“Our focus is on issues….Here, policy trumps everything.” — Associated Press story quoting AARP Executive Vice President for Social Impact Nancy LeaMond,who in 2008 received $385,598 in salary and $36,081 in other compensation from the organization.
ARRA News Service - While AARP claims to serve as a seniors’ advocacy organization, its operations charge elderly beneficiaries above-market rates for insurance policies in order to fund entities and causes that seemingly have little to do with its stated purpose:
• A review of its financial statements finds that in 2008, AARP received $652.7 million in direct “royalties and fees” from selling products like Medigap supplemental insurance policies. Royalty revenues now comprise more than half — 60.3% — of all AARP revenues; in 2008, fully 38% of AARP’s $1.1 billion in revenue came directly from United Healthcare.
• A similar review of AARP’s most recent Form 990 filing with the Internal Revenue Service reveals that these royalty fees helped fund millions of dollars in donations to organizations whose purposes appear to stray far from AARP’s stated goal of helping seniors:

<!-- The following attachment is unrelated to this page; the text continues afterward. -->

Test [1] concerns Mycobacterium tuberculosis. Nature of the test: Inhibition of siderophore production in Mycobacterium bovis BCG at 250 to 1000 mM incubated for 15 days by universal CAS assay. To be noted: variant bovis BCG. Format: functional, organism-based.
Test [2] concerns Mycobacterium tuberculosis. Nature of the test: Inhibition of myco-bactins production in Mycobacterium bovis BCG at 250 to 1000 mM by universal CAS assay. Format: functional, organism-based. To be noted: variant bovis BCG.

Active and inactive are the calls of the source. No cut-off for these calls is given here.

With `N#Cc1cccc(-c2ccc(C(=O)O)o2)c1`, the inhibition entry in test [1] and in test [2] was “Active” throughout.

o More than $1 million to 56 school districts and high schools under the rubric of the “Ethel Percy Andrus Legacy Award;”While grants to schools, “affordable green housing,” and public broadcasting may be worthwhile efforts, many may question their relationship to AARP’s stated mission as a seniors advocacy organization. Moreover, a Bloomberg news analysis published in December found that seniors have been charged hundreds of dollars above market rates for AARP-branded coverage—a practice which several of the organization’s own members called “unconscionable.” Given these facts, many may question: Whom does AARP serve — its members, or its executives’ political wishes? And is AARP a seniors’ advocacy group, or a billion-dollar insurance company masquerading as a “charity” organization?
o $10,000 to the Center for American Progress Action Fund for a “half in ten campaign to cut poverty in half in ten years;”
o $10,000 to the Consumers Union for “general support;”
o $100,000 each to the host committees for the 2008 Republican and Democratic National Conventions;
o $1,897,159 to the AARP-controlled Legal Counsel for the Elderly;
o $200,000 to the Make it Right Foundation to “build affordable green housing;”
o $2,050,000 to WETA—the Public Broadcasting Service affiliate in Washington, DC—“to support the production and national television distribution of Washington Week with Gwen Ifill;” and
o $21,624,619 to the AARP Foundation.
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